Today we have a guest blogger, Lawrence Orans of Gartner:
With the recession in full force, I am getting more questions from Gartner clients about the security risks associated with Skype. Business executives view Skype as being “free” — they see it as a way to cut communications charges, but most are blind to the security risks. Gartner has highlighted these risks in our research (see Q&A: Securing Skype in the Enterprise), namely the fact that Skype’s proprietary signaling protocol makes it hard to secure, the challenge of managing vulnerabilities in the Skype clients, and the threat from the IM features of Skype. Because of these issues, our position has been that most organizations should block access to Skype, and if that is not possible, that they should take precautions to make Skype more enterprise friendly and secure.
Pressure on IT executives to allow Skype is growing, so it is becoming increasingly difficult (politically) to say not and just block Skype. Since there has not been a widespread, high-profile attack against Skype (save for a 2-day outage in August 2007 that was the result of a bug in the Skype system), it is difficult for IT execs to persuade business execs (many of whom are already using Skype) that Skype introduces security risks to the organization. The politically smart choice for many IT execs is to allow Skype, albeit with the appropriate precautions.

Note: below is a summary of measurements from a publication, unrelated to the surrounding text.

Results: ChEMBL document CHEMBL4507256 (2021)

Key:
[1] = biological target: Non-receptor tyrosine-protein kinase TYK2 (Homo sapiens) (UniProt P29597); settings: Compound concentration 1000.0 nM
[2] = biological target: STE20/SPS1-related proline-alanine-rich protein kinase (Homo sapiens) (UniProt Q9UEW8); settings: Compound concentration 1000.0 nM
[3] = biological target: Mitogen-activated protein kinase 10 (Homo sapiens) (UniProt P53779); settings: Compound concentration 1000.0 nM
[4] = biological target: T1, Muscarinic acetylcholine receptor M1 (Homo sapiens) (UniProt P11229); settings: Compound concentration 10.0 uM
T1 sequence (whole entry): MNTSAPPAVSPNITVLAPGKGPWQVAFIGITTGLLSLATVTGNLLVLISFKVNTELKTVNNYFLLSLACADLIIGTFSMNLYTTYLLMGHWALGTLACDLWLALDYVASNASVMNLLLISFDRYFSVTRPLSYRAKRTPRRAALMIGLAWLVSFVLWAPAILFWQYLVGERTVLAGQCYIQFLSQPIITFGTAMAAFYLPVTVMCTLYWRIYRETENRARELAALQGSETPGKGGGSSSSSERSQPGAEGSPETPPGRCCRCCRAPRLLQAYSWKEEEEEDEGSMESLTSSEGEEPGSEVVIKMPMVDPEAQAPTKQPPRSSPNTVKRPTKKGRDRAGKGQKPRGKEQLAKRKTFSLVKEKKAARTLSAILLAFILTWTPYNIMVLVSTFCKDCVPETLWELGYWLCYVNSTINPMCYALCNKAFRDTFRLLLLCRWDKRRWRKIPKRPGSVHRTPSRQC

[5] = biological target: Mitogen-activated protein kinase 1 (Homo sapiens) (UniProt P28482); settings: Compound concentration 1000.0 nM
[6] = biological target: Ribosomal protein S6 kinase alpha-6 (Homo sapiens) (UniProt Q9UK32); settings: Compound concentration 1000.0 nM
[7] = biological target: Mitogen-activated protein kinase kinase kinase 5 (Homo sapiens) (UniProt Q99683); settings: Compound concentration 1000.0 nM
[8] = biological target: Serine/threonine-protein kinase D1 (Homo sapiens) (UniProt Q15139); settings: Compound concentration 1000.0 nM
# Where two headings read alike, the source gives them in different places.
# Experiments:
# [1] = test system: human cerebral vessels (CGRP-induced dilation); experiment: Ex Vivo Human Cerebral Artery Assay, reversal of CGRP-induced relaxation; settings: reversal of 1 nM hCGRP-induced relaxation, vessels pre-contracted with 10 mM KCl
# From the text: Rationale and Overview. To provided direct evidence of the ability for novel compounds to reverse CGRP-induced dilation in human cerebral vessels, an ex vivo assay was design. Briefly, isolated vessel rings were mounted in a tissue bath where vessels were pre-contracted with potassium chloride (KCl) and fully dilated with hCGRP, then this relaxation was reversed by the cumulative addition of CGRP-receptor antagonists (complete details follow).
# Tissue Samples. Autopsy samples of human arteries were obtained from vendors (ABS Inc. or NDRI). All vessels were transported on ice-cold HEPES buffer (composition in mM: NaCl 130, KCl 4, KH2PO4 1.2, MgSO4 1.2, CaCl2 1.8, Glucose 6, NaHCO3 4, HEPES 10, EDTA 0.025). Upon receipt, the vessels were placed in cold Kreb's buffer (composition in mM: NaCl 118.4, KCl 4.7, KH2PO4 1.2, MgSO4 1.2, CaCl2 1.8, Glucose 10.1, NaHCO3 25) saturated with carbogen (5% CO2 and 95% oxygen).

Skype Version 3.8 (business version) provides some enterprise-friendly features that enable organizations to run the application more securely. For example, IT managers can implement version control of the Skype client (so that all users are running the same version). Version control is a huge problem with Skype. One network manager recently told me that he counted 11 different versions of the Skype client amongst their 6500 desktops! The business version of Skype also enables centralized policy configuration and control for the Skype clients. So, most organizations should be able to mitigate Skype’s risks enough to allow it in their environment. But, the process of mitigating these risks involves operational and support costs, so Skype should not be considered “free”.
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